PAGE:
Touhoku's recovery schedule is a website created to send the message that Touhoku is great, to Japan and the rest of the world.We want to add the story of Touhoku's recovery to Tohoku's recovery calendar, and by doing so, we want to show our support to people who are moving forward, and for「what's next」for Touhoku.


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Recovery Support Goods Market at Tōhoku Rockenpark

From January 10, Tōhoku Rockenpark hosts a market to support people in stricken areas.


Tōhoku Rockenpark is in the middle of downtown Sendai’s busiest shopping area, providing a prime space for local producers in Tōhoku’s far-flung areas to win notice for their products.

This market aims to prevent the memory of the 2011 disaster from fading by promoting goods handmade by people living in temporary housing and also to encourage interaction of people and vitalize the shopping area.

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This time, Ms Sekimoto of accessory shop Nico Market participates to the market for the first time.


She have founded a fitness club for mothers raising children in Iwanuma, Miyagi to provide a place to communicate and interact. The shop offers goods mainly made by her younger sister.

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Their accessories are designed well and make you want to look at them closely.

If you got any interests, check their blog!


From Fukushima’s Aizuwakamatsu, handmade item maker Aikū takes part in the market. Miwa Kawakami serves customers at their booth.

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This adorable stuffed bear is also called Aikū which is created in the image of Ō-chan and Kū-chan, town mascots of Fukushima’s Ōkuma.

Aikū was set up by women evacuated to Aizuwakamatsu from Ōkuma due to the Fukushima Daiichi nuclear disaster. Ms Kawakami herself works at an atelier in Aizuwakamatsu.


Stuffed bear Aikū is made with cotton from Aizuwakamatsu and skilled sewing technique. The bears are designed to stand on their own two feet, containing the message “you can always rise up.”


From Tōkyō, Tōhoku☆Kazoku (“Tōhoku☆Family”) brings unique characters with them.

One of its staff, Keiko Shiosaka who is also a writer visit Miyagi repeatedly after the devastated event in 2011.

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Ms Shiosaka (right)


The unique characters tell the story of hope which connects Tōhoku and the rest of the world.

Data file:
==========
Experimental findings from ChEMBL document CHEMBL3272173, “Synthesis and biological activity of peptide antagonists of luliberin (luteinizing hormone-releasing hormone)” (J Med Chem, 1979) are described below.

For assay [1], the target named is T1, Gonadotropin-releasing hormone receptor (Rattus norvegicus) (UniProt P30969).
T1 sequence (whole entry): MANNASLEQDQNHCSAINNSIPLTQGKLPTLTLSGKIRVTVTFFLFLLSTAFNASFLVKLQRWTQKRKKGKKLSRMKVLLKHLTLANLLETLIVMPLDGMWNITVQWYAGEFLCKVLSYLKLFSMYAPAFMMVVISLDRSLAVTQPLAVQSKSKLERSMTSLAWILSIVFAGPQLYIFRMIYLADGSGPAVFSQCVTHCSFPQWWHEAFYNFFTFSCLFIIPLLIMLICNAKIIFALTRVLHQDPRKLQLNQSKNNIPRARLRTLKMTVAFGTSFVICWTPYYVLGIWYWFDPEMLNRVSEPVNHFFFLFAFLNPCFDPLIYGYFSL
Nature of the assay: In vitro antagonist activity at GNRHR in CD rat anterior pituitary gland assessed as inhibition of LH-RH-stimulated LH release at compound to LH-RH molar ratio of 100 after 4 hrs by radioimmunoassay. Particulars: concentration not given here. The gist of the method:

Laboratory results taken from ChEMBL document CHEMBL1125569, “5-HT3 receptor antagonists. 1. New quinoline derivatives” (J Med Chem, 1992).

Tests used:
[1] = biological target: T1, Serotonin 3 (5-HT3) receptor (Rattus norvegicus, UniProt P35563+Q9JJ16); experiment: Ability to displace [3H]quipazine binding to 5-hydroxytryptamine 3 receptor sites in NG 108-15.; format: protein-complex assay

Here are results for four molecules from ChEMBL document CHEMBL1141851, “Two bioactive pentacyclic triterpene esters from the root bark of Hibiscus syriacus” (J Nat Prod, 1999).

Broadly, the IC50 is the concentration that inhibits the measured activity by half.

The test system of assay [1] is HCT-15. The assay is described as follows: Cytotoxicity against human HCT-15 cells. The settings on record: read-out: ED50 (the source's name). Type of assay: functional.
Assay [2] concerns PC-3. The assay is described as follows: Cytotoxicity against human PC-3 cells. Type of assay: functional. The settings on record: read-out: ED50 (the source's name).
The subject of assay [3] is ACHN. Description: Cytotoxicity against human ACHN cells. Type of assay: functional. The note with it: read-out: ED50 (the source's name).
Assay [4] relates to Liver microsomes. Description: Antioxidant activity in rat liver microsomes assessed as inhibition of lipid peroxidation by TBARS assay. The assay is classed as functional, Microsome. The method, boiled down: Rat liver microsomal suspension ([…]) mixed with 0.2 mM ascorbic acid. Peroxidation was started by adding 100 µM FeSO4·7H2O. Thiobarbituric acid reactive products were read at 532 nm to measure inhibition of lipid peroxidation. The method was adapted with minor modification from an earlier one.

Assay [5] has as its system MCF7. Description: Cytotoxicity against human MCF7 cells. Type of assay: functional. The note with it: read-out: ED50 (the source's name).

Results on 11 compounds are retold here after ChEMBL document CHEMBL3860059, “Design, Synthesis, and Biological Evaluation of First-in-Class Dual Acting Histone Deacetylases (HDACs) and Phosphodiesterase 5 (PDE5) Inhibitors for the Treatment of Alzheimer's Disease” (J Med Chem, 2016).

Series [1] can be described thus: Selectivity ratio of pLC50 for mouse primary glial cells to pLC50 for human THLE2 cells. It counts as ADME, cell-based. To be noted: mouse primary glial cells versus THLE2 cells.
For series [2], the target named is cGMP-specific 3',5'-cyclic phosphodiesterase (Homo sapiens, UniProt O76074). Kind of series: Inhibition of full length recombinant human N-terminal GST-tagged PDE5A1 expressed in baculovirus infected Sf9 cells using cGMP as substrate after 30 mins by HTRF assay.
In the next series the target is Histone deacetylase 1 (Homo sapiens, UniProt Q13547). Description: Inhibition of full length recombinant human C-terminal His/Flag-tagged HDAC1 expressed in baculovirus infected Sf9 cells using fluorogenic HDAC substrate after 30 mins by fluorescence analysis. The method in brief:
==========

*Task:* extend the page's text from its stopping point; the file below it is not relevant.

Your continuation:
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According to Rockenpark’s Ms Ōta, this market is held once a month. She pointed out that makers have fun talking with customers in person.

“Some of them were perplexed at first, but they become able to enjoy talking with each time. They can listen to customers and also the network of makers seems to be expanding.”

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Though we are not able to meet, a group called Umimidori exhibited and sold their goods at the market for two days. The group is composed of six residents of Shinchi’s Ogawa Park temporary housing in Fukushima with Ms Murakami as their leader who we met the other day.

Last time we talked she told us that a two thirds of residents there were already ready to leave the temporary housing.

We called Ms Murakami and asked their current situation. The good news is that five of the six members have moved out to new home and last one also leave the temporary housing by March.

Ms Murakami set up a workspace in her home so that she can continue crafting her eco-tawashi.

She noted that she wanted to treasure connection with people she made and also try new things.


We are entering 4th year since the disaster, and states of those who were affected by the disaster has changed significantly.

Recovery is the consequence of steps they are taking every day. We’d like to keep telling their journey.

◆Nico Mom Fitness

◆Tōhoku Kazoku

◆Shimakuma, Aikū




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Event Calendar